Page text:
Three Questions for Adam Levine About That Haircut

I need to ask Adam Levine a few questions about his new haircut.

Niko / Lastarpix / Backgrid

Hey, Adam Levine, nice haircut, man.

I'm a big fan and really admire your fashion. I just wanted to ask you a few quick questions. Hope that's okay, I wouldn't want to take time away from you making such awesome songs with all of your vast musical talent!

Adam Levine Corn Hawk Instagram

1. Are you paying homage to Mad Max: Fury Road or American History X?

Both great movies, so no judgment either way! It's always cool to see a fellow movie buff doing something wacky in tribute to their favorite film. I'm just curious if your look is more inspired by those pasty white dudes who spray chrome all over their faces or the other pasty white dudes who, you know, hate black people?

2. Did you deeply offend your barber?

I hope this question doesn't rub you the wrong way—not trying to pry or anything! It just dawned on me that maybe you wronged your barber in a massive, life-altering capacity. Otherwise, I feel fairly confident that he would have tried to steer you in a different direction. I'm not saying you look terrible, really! I'm just saying other people might feel differently, and if you did irreparable damage to your barber's life, maybe you should apologize?

3. Why?

Why would you ask for this haircut, Adam? I'm trying to give you the benefit of the doubt, but I think I'm probably stretching. If I'm being perfectly honest, I don't think you were really paying tribute to either of the aforementioned movies. I'm starting to worry that you just have really bad taste in literally everything, and I'm hoping that's not the case because I'm a big fan of your overwhelmingly generic music. Please write back.



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Johnny Gates: Dive Bars, Back Roads, and Church Girls

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Blake Shelton called him "the next Mick Jagger." Alicia Keys called him "a male Gwen Stefani."

Whatever you want to call Johnny Gates, you can't say he doesn't turn heads. Former lead singer of The Runaway Saints and notable for his appearance on Season 12 of The Voice, his first two singles have already amassed more than two million listens on Spotify alone. The young trailblazer has recently returned to Nashville to ignite a solo career with his debut EP, "Hell Outta Here."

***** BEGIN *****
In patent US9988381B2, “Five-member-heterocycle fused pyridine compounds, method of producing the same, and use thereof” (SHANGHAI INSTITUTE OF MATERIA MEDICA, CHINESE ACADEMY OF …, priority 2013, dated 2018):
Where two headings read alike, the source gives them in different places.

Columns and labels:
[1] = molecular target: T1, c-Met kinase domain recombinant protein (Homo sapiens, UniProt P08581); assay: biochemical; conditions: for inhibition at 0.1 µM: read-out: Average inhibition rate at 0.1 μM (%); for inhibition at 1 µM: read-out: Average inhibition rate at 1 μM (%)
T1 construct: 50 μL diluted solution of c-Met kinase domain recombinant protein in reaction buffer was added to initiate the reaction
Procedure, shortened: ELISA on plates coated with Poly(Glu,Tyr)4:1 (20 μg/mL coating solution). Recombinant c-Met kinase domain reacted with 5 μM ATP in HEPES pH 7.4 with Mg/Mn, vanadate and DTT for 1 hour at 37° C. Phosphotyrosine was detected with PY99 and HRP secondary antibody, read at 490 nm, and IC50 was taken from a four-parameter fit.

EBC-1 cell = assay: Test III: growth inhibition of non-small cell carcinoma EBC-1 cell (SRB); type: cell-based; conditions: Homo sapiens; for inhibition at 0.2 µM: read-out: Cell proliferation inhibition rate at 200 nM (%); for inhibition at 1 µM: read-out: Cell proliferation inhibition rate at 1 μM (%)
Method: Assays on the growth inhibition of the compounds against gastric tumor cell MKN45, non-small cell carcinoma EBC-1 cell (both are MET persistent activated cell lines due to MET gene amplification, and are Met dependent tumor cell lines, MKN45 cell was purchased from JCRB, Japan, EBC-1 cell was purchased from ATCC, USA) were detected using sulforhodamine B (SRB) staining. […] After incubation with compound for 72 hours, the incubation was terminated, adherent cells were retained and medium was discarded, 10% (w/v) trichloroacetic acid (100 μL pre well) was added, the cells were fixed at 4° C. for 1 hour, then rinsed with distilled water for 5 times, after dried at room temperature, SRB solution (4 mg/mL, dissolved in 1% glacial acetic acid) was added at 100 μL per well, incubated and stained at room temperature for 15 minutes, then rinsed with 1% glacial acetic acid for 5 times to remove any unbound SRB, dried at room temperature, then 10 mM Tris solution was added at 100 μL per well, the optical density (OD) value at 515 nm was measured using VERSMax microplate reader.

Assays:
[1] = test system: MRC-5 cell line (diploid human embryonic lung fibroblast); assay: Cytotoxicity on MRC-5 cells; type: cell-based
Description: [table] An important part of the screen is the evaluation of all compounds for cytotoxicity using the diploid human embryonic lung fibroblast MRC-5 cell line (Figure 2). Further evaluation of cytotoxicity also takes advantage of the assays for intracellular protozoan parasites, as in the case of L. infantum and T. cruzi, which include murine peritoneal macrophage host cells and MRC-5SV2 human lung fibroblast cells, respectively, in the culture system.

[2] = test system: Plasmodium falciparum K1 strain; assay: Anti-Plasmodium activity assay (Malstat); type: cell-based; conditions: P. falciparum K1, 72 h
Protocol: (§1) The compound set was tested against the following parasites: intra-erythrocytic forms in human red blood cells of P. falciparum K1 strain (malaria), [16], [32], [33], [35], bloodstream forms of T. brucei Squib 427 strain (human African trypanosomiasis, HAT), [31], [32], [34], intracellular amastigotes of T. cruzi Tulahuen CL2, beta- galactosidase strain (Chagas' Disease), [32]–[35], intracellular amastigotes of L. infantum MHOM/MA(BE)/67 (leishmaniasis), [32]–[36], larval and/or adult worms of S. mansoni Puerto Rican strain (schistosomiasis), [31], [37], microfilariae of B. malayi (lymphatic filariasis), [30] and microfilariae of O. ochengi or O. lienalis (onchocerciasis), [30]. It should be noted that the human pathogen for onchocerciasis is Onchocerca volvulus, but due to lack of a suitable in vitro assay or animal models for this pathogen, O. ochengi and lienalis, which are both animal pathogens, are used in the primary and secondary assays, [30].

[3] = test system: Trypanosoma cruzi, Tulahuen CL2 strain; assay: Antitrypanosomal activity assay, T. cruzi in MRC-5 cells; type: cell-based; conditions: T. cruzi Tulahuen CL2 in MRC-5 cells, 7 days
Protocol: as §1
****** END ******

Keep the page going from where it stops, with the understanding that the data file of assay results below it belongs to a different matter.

The project opens with a slow guitar riff with drifting John Mayer overtones. "Hell Outta Here" is the story of running away, running inward, and running into another person. These three acts blend together in a black-and-white haze. It's a mellow opening that sets the stage for the melancholic sound Gates is cultivating.

Plucked guitar chords are also the foundation for "Dive Bar." Here, he brings out the classic American tropes for coping with grief: alcohol, bars, and more alcohol. He mixes them together in a smooth, bittersweet track that feels like it has already started haunting your dreams.

"Bandit" has a sparse acoustic riff, married with the EP's distinctive use of airy/synthy slide. It's a pained love song, and he gives his voice a sharp metallic edge that lets his lyrics plunge straight down into your soul. Gates appears to be cultivating his own vision of Americana on this EP: a hybrid of old and new that alternates between angelic and chimeric.

Photo by Meghan Cummings

He evokes John Legend in the soulful intro to "Church Girl," though he cultivates a classic country sound when the song starts to kick in. The production then blends electronic and live drums, giving the impression of a heartbeat moving from stationary to transcendent between verse and chorus. Lyrically, it's a wistful love song that holds its heart out in its hands as they stretch up towards the heavens.

It's hard not to be enamored with how Johnny Gates' EP sonically blends rough and smooth tones. This medley crystallizes the contrast between the coarseness of the stories he tells and the fineness of the tools he uses to tell those stories. This EP doesn't feel like it was recorded; it feels like it was discovered, hidden in the sands of a desert somewhere, calling out to whoever might be aching to hear it.

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